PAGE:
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San Mateo ’Smart Corridor’ Project Will Use Technology to Battle Traffic Congestion

One of the major benefits of the project is that it will link more than 250 state and local traffic signals.

Wed March 20, 2013 - West Edition
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Who knew freeways and streets could be smart? The people who recently started work on the San Mateo Smart Corridor Project, that’s who.

When complete, this project will apply the latest management technology along 20 mi. of (El Camino Real) from San Bruno to Menlo Park and on local streets in San Mateo County.

“We’re working together to help people get to where they are going easier and faster,” said Caltrans Director Malcolm Dougherty. “This is a good example of how technology can help us make better use of the roads we already have.”

This $35 million dollar project, which is scheduled to be completed by fall 2013, received $17.5 million in funding from Proposition 1B, a 2006 voter-approved transportation bond. In total, nearly $14.6 billion in Proposition 1B funds have been distributed statewide.

The traffic tech tools — known as Intelligent Transportation Systems — include a fiber optic communication system that will connect to Caltrans’ Transportation Management Center in Oakland and 10 San Mateo County cities; electronic message signs that guide motorists through detour routes during freeway incidents; sensors providing information about the volume of traffic at specific locations; and closed circuit television cameras allowing Caltrans and the 10 cities to look at the traffic flow and determine the most effective way to reroute motorists during major congestion.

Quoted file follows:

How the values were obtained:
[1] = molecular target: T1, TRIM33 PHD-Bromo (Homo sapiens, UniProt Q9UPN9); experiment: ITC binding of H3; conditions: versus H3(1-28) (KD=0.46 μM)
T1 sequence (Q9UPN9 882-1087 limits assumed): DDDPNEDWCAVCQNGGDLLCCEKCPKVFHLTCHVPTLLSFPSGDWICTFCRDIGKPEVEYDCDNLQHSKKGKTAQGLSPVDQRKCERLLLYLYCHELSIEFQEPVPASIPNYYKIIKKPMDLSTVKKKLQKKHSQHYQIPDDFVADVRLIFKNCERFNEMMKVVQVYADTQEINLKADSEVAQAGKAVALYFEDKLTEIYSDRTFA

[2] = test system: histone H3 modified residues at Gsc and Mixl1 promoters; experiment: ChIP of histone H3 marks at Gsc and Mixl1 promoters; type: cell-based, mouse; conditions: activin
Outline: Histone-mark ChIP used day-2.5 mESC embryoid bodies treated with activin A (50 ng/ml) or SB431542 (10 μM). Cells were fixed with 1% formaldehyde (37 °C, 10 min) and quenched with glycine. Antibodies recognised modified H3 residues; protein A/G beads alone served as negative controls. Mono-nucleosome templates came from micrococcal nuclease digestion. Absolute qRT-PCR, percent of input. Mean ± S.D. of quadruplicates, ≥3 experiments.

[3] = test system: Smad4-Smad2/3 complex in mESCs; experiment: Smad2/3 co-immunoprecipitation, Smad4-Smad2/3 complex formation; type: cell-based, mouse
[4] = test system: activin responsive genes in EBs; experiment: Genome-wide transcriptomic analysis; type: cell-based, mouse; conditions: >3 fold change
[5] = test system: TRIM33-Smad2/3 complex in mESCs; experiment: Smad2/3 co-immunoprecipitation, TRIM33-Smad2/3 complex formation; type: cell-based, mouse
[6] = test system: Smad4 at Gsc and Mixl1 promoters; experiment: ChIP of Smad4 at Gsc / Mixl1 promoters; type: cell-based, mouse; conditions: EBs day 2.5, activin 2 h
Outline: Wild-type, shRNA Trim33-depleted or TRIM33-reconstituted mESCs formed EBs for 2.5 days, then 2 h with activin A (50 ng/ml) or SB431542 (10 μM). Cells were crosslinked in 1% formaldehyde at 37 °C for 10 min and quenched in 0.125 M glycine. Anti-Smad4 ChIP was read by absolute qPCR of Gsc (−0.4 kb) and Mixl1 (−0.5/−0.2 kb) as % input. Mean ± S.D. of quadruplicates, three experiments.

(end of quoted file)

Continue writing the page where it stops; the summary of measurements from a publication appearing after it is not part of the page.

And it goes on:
“Drivers will benefit from this innovative use of technology,” said Rich Napier, executive director of the City/County Association of Governments of San Mateo County. “When a traffic incident occurs, motorists will be provided with real-time information to help them choose whether to remain on the highway, choose a detour, or travel to the nearest public transit station.”

One of the major benefits of the project is that it will link more than 250 state and local traffic signals — enabling the signal timing to be adjusted remotely to better manage the flow of traffic during incidents, eliminating the need to drive to the signal to make adjustments.

The project also will improve communication and coordination among emergency responders, local agencies, and Caltrans because they will all have access to the same information.

“We are excited to be a part of this cooperative effort to improve travel in San Mateo County,” said Bijan Sartipi, Caltrans District 4 director. “Smart corridor projects are an important component of Bay Area mobility and Caltrans is working with its partners to blaze a trail on this promising new technology.”

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